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Now Jove suspends his golden scales in air,
Weighs the Men's wits against the Lady's hair ;
The doubtful beam long nods from side to side;
At length the wits mount up, the hairs subside.

See fierce Belinda on the Baron flies, 75
With more than usual lightning in her eyes :
Nor fear'd the Chief th' unequal fight to try,
Who sought no more than on his foe to die.
But this bold Lord with manly strength endu'd,
She with one finger and a thumb subdu’d: 80
Just where the breath of life his nostrils drew,
A charge of snuff the wily virgin threw;
The Gnomes direct, to ev'ry atom just,
The pungent grains of titillating dust.
Sudden, with starting tears each eye o’erflows, 85
And the high dome re-echoes to his nose.

Now meet thy fate, incens’d Belinda cry'd,
And drew a deadly bodkin from her side.
(The same, his ancient personage to deck,
Her great great grandfire wore about his neck, go

NOTE s.
VER. 71, Now Jove, etc.] Vid. Homer Il. viii. and Virg.
· Æn. xii. P.

IMITATIONS.
Ver. 83. The Gnornes direct,] These two lines added for
the above reason. P.

VER. 89. The fome, his antient personage to deck,] In imita-
tion of the progress of Agamemncn's sceptre in Homer, Il. ii. P.

ICW;

În three seal-rings; which after, melted down,
Form'd a vast buckle for his widow's gown: :
Her infant grandame's whistle next it grew,
The bells she jingled, and the whistle blew;
Then in a bodkin grac'd her mother's hairs, 95
Which long she wore, and now Belinda wears.)

Boast not my fall (he cry'd) insulting foe!
Thou by some other shalt be laid as low.
Nor think, to die dejects my lofty mind:
All that I dread is leaving you behind! 100
Rather than so, ah let me still survive,
And burn in Cupid's flames ---but burn alive.

Restore the Lock! she cries; and all around
Restore the Lock! the vaulted roofs rebound.
Not fierce Othello in so loud a strain 105,
Roar'd for the handkerchief that caus'd his pain.
But see how oft ambitious aims are cross'd,
And chiefs contend till all the prize is lost!
The Lock, obtain’d with guilt, and kept with pain,
In ev'ry place is fought, but sought in vain : 110
With such a prize no mortal must be blest,
So heav'n decrees! with heav’n who can contest?

Some thought it mounted to the Lunar sphere, Since all things loft on earth are treasur'd there. There Hero's wits are kept in pond'rous vases, And Beau's in snuff-boxes and tweezer-cases. 116 There broken vows, and death-bed alms are found, And lovers hearts with ends of ribband bound, The courtier’s promises, and fick man's pray’rs, The smiles of harlots, and the tears of heirs, 120 Cages for gnats, and chains to yoak a flea, Dry'd butterflies, and tomes of casuistry. * But trust the Muse---she saw it upward rise, Tho' mark’d by none but quick, poetic eyes: (So Rome's great founder to the heav'ns withdrew, To Proculus alone confess’d in view) 126 A sudden Star, it shot thro' liquid air, And drew behind a radiant trail of hair. . Not Berenice's Locks first rose so bright, The heav'ns bespangling with dishevel'd light. 130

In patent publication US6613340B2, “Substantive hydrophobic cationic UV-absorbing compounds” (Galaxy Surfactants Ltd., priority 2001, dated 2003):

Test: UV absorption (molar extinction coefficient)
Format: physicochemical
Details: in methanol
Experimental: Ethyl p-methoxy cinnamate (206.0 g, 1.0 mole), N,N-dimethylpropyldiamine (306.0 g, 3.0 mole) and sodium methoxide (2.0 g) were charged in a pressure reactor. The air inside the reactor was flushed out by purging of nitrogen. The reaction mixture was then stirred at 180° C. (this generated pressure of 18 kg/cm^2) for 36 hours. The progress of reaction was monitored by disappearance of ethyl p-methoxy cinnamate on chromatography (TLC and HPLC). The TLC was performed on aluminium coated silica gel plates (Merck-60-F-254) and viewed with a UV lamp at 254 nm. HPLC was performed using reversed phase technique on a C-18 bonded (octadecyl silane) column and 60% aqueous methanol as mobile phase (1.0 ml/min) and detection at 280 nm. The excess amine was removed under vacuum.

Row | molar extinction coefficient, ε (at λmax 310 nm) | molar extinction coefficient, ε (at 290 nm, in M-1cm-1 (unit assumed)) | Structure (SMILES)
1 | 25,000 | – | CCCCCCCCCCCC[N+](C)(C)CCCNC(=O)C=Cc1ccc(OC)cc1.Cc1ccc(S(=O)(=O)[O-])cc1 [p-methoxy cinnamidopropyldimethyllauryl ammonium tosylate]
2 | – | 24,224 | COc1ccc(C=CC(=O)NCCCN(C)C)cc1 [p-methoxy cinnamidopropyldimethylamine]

Notes. VER. 114. Since all things loft] Vid. Ariosto, Canto xxxiv. P.

IMITATIONS.
Ver. 128.

Flammiferumque trahens spatioso limite crinem
Stella ricat

Ovid.

The Sylphs behold it kindling as it flies,
And pleas'd pursue its progress thro’ the skies.

This the Beau monde shall from the Mall survey,
And hail with music its propitious ray.
This the blest Lover shall for Venus take, 135
And send up vows from Rosamonda's lake.
This Partridge foon shall view in cloudless skics,
When next he looks thro’ Galilæo's eyes;
And hence th' egregious wizard shall foredoom
The fate of Louis, and the fall of Rome. 140
Then cease, bright Nymph! to mourn thy ra.

vish'd hair, Which adds new glory to the shining sphere! Not all the tresses that fair head can boast, Shall draw such envy as the Lock you lost. For, after all the murders of your cye, 145 When, after millions Nlain, yourself shall die ;

VARIATIONS. Ver. 131. The Sylphs behold] These two lines added for the fame reason to keep in view the Machinery of the Pocm. P.

Notes. VER: 137. This Partridge foon] John Partridge was a ridiculous Star-gazer, who in his Almanacks every year never fail'd to predict the downfall of the Pope, and the King of France, then at war with the English. P.

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